MONUMENTAL MOLEHILL… Squid doesn’t understand why countries go to war – under the sea, battles are fought over eat-or-be-eaten, but everyone understands it’s circle-of-life stuff, nothing personal or political. Squid is especially perplexed over a war sparked in Carmel, ironically over a war monument.

Exactly 100 years ago on Veterans Day 1921, Carmelites dedicated the WWI Memorial Arch, designed by renowned California architect Charles Sumner Green, at the intersection of Ocean Avenue and San Carlos Street. Recently some residents sought to create a plaque using an original list of names of both military men and civilians who supported the war effort. The goal was to install the plaque in time for the 100-year anniversary.

What should have been a simple act has turned into a battle so divisive that residents aren’t talking to one another. Former mayors Sue McCloudKen White and other past leaders appealed to Carmel City Council, seeking to overturn a Historic Resources Commission vote to install the plaque. McCloud told the council on Nov. 2 the arch was meant to honor the 56 men who fought in the war, no one else. Councilmember Bobby Richards – a U.S. Coast Guard veteran – suggested keeping the arch clean and putting the plaque somewhere else. A 4-1 vote upheld the appeal, meaning no plaque.

So the supposed “war to end all wars” not only did not end any actual wars, it didn’t end the petty wars Carmelites get into with each other, either.

MOVING MONEY… Squid believes in the importance of investing Squid’s pennies locally, so Squid’s always curious about how decision-makers are investing, and recently looked through Form 700s, required to be filed in California by government officials to disclose gifts, investments and income sources. Some, like State Sen. Anna Caballero, also invest locally – she reports holding between $10,000 to $100,000 in Pacific Valley Bank. Some, like Assemblymember Mark Stone, have investments that recently raised eyebrows.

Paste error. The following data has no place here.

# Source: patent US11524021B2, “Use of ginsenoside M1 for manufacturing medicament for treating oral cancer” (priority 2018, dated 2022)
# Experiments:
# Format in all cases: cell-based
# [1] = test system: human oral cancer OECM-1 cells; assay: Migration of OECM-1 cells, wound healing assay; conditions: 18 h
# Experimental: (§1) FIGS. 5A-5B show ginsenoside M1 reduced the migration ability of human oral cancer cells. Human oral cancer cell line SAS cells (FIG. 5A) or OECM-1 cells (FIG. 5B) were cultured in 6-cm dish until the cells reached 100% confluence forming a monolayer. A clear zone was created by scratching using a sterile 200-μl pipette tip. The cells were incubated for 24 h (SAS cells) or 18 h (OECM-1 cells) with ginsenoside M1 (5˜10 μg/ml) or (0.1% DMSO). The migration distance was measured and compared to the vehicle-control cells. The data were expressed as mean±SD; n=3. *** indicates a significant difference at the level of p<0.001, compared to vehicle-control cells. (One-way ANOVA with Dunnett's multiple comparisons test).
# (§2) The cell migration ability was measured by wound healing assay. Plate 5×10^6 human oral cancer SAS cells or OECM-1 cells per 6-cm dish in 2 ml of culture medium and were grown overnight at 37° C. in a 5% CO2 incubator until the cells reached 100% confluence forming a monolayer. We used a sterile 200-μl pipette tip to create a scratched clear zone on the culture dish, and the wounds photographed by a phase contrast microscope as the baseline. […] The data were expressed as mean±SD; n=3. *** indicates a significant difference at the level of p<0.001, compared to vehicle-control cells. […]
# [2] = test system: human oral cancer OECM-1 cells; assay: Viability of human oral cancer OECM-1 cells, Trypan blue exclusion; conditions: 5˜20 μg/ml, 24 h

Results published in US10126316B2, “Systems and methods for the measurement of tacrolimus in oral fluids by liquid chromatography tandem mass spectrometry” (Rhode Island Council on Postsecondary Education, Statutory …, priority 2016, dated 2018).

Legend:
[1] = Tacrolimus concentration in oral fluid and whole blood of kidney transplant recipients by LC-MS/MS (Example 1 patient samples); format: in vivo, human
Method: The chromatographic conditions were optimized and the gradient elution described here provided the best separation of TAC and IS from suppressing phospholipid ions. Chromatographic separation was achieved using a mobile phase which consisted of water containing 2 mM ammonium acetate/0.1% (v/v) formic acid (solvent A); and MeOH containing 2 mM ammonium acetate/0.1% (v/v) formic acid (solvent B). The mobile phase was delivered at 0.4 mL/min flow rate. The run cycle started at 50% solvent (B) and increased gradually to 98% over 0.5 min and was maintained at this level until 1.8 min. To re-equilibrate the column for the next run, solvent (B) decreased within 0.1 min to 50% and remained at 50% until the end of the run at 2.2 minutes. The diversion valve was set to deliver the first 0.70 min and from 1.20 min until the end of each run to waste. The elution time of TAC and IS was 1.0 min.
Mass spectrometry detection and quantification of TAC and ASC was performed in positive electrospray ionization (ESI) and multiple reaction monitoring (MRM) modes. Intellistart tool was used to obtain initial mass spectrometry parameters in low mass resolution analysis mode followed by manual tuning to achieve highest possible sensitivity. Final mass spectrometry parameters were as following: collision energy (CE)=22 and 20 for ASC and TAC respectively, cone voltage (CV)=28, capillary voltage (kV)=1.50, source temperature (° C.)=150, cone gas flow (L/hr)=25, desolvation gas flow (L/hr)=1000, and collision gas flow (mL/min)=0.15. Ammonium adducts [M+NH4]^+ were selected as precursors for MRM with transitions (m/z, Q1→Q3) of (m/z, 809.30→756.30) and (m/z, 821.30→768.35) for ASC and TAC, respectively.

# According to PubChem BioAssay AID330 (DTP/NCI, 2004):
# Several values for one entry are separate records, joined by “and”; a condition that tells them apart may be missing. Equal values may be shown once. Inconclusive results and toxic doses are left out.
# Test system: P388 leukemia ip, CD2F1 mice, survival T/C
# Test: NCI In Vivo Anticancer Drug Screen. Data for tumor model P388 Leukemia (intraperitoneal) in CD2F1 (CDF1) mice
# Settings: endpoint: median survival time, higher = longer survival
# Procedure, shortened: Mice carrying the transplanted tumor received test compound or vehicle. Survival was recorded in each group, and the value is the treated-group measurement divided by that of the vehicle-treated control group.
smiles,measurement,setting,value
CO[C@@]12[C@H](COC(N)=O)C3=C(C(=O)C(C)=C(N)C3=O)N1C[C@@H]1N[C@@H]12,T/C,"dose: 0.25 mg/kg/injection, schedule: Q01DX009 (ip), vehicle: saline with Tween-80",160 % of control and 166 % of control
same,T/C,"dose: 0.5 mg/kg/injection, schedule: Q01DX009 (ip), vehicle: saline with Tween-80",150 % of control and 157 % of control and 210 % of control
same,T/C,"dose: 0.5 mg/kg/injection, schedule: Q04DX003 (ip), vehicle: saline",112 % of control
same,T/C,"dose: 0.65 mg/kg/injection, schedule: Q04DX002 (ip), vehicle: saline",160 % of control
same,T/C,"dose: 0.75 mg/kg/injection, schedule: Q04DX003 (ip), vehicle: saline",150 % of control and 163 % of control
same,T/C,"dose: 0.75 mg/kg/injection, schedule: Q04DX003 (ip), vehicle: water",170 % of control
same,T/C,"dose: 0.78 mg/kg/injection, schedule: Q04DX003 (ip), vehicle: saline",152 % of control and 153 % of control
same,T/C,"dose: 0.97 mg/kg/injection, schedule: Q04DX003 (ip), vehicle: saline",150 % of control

His Form 700 lists some of standards: He has stock in Fannie MaeWells Fargo and Freddie Mac. Then there’s $10,000 to $100,000 in Blackstone Group, a corporate big-box landlord. In 2019, UN officials accused Blackstone of escalating the housing crisis worldwide. In June, Blackstone spent $6 billion buying Home Partners of America Inc. and its 17,000 houses. Blackstone reports its portfolio includes $230 billion in real estate, $81 billion in hedge fund “solutions,” and so on.

When members of Santa Cruz for Bernie asked Stone to explain it during a virtual meeting in October, they say he spent a long time talking about how evil Blackstone is. Oh really? Squid will be watching if Stone puts his money where his mouth is.

You make our work happen.

The article you’re about to read is from our reporters doing their important work — investigating, researching, and writing their stories.

We want to provide informative and inspirational stories that connect you to the people, issues and opportunities within our community.

Journalism takes a lot of resources. Today, our business model has been interrupted by the pandemic; the vast majority of our advertisers’ businesses have been impacted. That’s why the Weekly is now turning to you for financial support. Learn more about our new Insider’s program here.

Thank you.


(0) comments

Welcome to the discussion.

Keep it Clean. Please avoid obscene, vulgar, lewd, racist or sexually-oriented language.
Don't Threaten. Threats of harming another person will not be tolerated.
Be Truthful. Don't knowingly lie about anyone or anything.
Be Nice. No racism, sexism or any sort of -ism that is degrading to another person.
Be Proactive. Use the 'Report' link on each comment to let us know of abusive posts.
Share with Us. We'd love to hear eyewitness accounts, the history behind an article.